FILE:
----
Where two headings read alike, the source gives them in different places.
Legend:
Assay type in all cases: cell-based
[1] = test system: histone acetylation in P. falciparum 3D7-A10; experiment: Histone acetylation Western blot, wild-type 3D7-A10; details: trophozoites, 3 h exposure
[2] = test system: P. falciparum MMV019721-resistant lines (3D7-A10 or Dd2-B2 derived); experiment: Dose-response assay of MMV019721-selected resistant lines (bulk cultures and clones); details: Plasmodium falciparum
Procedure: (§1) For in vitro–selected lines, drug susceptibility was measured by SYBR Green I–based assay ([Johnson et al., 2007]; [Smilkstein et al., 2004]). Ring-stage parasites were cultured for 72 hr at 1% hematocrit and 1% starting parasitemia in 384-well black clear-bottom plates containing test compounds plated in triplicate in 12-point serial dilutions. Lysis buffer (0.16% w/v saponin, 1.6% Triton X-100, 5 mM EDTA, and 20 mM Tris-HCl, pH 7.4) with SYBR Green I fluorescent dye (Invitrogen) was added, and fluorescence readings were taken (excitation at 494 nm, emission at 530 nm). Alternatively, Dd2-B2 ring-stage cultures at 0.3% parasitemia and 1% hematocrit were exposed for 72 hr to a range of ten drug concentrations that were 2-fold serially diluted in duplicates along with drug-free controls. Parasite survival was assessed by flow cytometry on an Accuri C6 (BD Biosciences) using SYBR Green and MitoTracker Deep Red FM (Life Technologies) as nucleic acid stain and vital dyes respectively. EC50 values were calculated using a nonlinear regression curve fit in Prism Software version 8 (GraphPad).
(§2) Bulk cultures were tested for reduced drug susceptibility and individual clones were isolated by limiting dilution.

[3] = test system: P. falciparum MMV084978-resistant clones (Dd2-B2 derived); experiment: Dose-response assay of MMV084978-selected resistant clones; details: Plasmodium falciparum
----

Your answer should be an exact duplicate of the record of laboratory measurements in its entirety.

Where two headings read alike, the source gives them in different places.
Legend:
Assay type in all cases: cell-based
[1] = test system: histone acetylation in P. falciparum 3D7-A10; experiment: Histone acetylation Western blot, wild-type 3D7-A10; details: trophozoites, 3 h exposure
[2] = test system: P. falciparum MMV019721-resistant lines (3D7-A10 or Dd2-B2 derived); experiment: Dose-response assay of MMV019721-selected resistant lines (bulk cultures and clones); details: Plasmodium falciparum
Procedure: (§1) For in vitro–selected lines, drug susceptibility was measured by SYBR Green I–based assay ([Johnson et al., 2007]; [Smilkstein et al., 2004]). Ring-stage parasites were cultured for 72 hr at 1% hematocrit and 1% starting parasitemia in 384-well black clear-bottom plates containing test compounds plated in triplicate in 12-point serial dilutions. Lysis buffer (0.16% w/v saponin, 1.6% Triton X-100, 5 mM EDTA, and 20 mM Tris-HCl, pH 7.4) with SYBR Green I fluorescent dye (Invitrogen) was added, and fluorescence readings were taken (excitation at 494 nm, emission at 530 nm). Alternatively, Dd2-B2 ring-stage cultures at 0.3% parasitemia and 1% hematocrit were exposed for 72 hr to a range of ten drug concentrations that were 2-fold serially diluted in duplicates along with drug-free controls. Parasite survival was assessed by flow cytometry on an Accuri C6 (BD Biosciences) using SYBR Green and MitoTracker Deep Red FM (Life Technologies) as nucleic acid stain and vital dyes respectively. EC50 values were calculated using a nonlinear regression curve fit in Prism Software version 8 (GraphPad).
(§2) Bulk cultures were tested for reduced drug susceptibility and individual clones were isolated by limiting dilution.

[3] = test system: P. falciparum MMV084978-resistant clones (Dd2-B2 derived); experiment: Dose-response assay of MMV084978-selected resistant clones; details: Plasmodium falciparum